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NSW families struggling with Labor’s legacy of skyrocketing child care costs

A growing number of New South Wales families are paying the price for Labor’s legacy of skyrocketing child care costs, with a new report released today (Monday Feb 3) confirming fees rose an average of 50 per cent* during their six years in Government.

Assistant Minister for Education Sussan Ley said today was also the last day NSW families could make a submission to the Productivity Commission’s Inquiry into Child Care and Early Learning.

The Federal Government’s June Quarter 2013 Child Care and Early Learning in Summary report reveals the number of NSW families using child care increased 6 per cent to 246,030 since the June 2012 quarter.

Other key figures from the report relating to NSW for the period include:

  • The number of children in approved day care jumped 7.5 per cent, an increase of 23,630
  • The number of families using out of school hours care increased 12 per cent, bringing the total to 72,390
  • The number of children in family day care and in home care increased 14.5 per cent from 38,140 to 43,670
  • The number of children in long day care increased by 3.8 per cent, an increase of 7,530 bringing the total to 203,230
  • The number of approved child care services increased by 204, an increase of 4 per cent bringing the total to 5,343
  • The number of long day care centres grew 3.1%, compared to family day care services, which grew 23.8%
  • NSW parents claimed a total of about $388 million in child care benefits in June 2013 quarter – $52 million extra than the June 2012 quarter

However Ms Ley said she was concerned child care was becoming unaffordable for NSW families.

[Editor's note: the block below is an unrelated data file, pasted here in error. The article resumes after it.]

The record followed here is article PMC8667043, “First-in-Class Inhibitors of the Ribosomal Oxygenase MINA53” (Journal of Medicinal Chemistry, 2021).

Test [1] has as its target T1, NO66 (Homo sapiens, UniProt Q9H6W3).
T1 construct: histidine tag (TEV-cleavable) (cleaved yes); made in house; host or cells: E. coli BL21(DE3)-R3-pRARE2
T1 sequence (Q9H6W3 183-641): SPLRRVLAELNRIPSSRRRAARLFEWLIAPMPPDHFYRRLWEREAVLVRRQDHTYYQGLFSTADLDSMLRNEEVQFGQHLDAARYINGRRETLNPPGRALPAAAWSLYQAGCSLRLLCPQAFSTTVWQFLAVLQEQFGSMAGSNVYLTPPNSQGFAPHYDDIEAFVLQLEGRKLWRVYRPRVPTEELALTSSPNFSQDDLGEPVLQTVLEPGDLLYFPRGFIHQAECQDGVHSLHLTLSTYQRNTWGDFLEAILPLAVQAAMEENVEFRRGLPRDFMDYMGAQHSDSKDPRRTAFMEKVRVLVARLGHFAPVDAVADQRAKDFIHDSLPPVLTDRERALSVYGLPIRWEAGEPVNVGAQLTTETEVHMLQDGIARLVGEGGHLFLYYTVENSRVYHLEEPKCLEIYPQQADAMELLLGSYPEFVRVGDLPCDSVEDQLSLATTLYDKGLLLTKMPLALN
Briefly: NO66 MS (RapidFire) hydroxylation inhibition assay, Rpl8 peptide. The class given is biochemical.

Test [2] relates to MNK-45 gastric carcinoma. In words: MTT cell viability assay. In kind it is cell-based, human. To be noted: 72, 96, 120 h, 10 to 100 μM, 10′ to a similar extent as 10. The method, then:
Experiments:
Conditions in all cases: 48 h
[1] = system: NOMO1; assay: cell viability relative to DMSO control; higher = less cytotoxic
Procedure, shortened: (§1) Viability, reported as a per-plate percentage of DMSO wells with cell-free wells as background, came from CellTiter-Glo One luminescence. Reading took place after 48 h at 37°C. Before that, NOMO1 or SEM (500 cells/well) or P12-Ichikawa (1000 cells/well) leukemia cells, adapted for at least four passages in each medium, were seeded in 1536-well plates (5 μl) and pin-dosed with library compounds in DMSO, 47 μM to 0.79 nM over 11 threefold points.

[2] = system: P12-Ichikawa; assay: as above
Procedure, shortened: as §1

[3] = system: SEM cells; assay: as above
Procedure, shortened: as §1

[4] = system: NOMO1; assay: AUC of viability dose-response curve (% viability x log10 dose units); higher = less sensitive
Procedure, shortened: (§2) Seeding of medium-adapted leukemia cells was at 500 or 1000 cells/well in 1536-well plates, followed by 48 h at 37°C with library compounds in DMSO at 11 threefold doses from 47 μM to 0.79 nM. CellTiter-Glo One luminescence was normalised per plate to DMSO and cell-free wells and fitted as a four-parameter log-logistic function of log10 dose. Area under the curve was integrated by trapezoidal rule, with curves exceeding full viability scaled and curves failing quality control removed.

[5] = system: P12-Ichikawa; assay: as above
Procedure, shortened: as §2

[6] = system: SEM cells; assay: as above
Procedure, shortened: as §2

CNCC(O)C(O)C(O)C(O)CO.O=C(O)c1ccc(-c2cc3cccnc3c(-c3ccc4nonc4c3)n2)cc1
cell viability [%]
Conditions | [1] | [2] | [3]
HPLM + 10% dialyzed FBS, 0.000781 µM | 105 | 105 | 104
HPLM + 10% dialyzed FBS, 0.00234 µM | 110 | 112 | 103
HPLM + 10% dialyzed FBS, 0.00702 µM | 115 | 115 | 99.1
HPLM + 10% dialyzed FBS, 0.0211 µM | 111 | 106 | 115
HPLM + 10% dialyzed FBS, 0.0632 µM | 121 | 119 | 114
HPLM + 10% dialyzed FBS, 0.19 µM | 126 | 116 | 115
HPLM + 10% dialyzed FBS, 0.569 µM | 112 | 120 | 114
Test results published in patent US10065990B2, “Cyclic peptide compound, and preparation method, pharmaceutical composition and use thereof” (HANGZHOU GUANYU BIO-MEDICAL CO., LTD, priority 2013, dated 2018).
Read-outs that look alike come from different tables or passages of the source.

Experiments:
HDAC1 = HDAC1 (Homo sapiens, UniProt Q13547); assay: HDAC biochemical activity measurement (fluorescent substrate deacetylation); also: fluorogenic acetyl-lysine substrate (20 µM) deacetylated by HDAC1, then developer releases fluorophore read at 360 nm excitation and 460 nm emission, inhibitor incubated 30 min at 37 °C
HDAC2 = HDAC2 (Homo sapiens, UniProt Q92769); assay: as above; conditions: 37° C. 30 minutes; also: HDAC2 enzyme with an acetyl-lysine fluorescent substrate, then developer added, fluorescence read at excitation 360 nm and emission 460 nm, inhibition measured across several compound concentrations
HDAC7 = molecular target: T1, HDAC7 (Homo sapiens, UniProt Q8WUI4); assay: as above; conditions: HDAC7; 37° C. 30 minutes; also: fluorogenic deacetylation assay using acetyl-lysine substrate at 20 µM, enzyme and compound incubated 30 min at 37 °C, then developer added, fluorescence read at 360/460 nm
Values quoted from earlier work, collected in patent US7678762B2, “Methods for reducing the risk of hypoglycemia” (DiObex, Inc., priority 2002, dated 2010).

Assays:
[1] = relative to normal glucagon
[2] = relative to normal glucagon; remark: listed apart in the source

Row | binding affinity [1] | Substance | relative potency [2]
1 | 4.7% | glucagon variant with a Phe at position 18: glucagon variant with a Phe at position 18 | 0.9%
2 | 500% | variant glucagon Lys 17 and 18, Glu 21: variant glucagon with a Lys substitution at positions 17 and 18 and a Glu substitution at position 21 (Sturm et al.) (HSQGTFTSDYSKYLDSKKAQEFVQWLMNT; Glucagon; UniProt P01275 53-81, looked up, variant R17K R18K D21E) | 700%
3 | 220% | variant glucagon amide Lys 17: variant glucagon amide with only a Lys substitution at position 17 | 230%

“On average, child care now costs over $3000 a year more than it did before Labor came to power and I’m very concerned about the impact this is having on the budgets of New South Wales families,” she said.

“This is particularly worrying given the 24/7 world we now live in is forcing more and more parents to try and find affordable child care options in order to meet the growing demands of their jobs.

“Labor has basically put many New South Wales parents looking to return to work in a lose-lose situation where skyrocketing child care fees mean it’s going to cost them as much as staying at home.

“This report hammers home the importance of our decision to task the Productivity Commission to look at ways to deliver more affordable, accessible and flexible child care for all Australians.

“It’s therefore more important than ever New South Wales have their say on the future of child care before it’s too late.”

Ms Ley said the quarterly report also confirmed long day care (LDC) hourly fees continued to grow an average of about 7 per cent per year under the previous Federal Labor Government.

This takes the total increase in LDC hourly fees since Labor took office in 2007 to 50 per cent*, with the September 2013 quarter (Labor’s final quarter in power) still to come, she said.                       

Ms Ley said the report also found the average number of hours parents used LDC services nationally did not increase at all during the period.

“This suggests that while more parents need child care, they’re only able to use it to cover the bare minimum they can afford, which means fewer opportunities to take on more paid hours at work,” she said.

“It’s becoming clearer Labor’s adhoc attempts at reform have created a messy concoction of red tape and band-aid solutions costing child care services, and ultimately parents, more.”

The figures are the most up-to-date available from the Department of Education and represent the period between 1 April 2013 and 30 June 2013 – while Labor was still in Government.

The report will be available in full at www.education.gov.au on Monday February 3.

In October last year the Coalition tasked the Productivity Commission to undertake a holistic Inquiry into the Child Care and Early Learning sector looking at issues affecting affordability, accessibility, flexibility, women’s participation in the workforce, regional and remote communities and vulnerable children.

Submissions to the PC Inquiry close on Monday February 3. To make a submission, visit: http://www.pc.gov.au/projects/inquiry/childcare. The final PC Inquiry report is expected October 2013.

*Average Cost of Long Day Care (LDC) Hourly Fees:

  • September Quarter 2007 – $5.00
  • June Quarter 2013 – $7.50
  • = $2.50 average increase per hour in almost six years of Labor (50%)
  • x Average of 27.2 hours children spent in LDC per week = $68 extra per week
  • x 48 weeks per year (giving four weeks grace per year)  = $3264 per year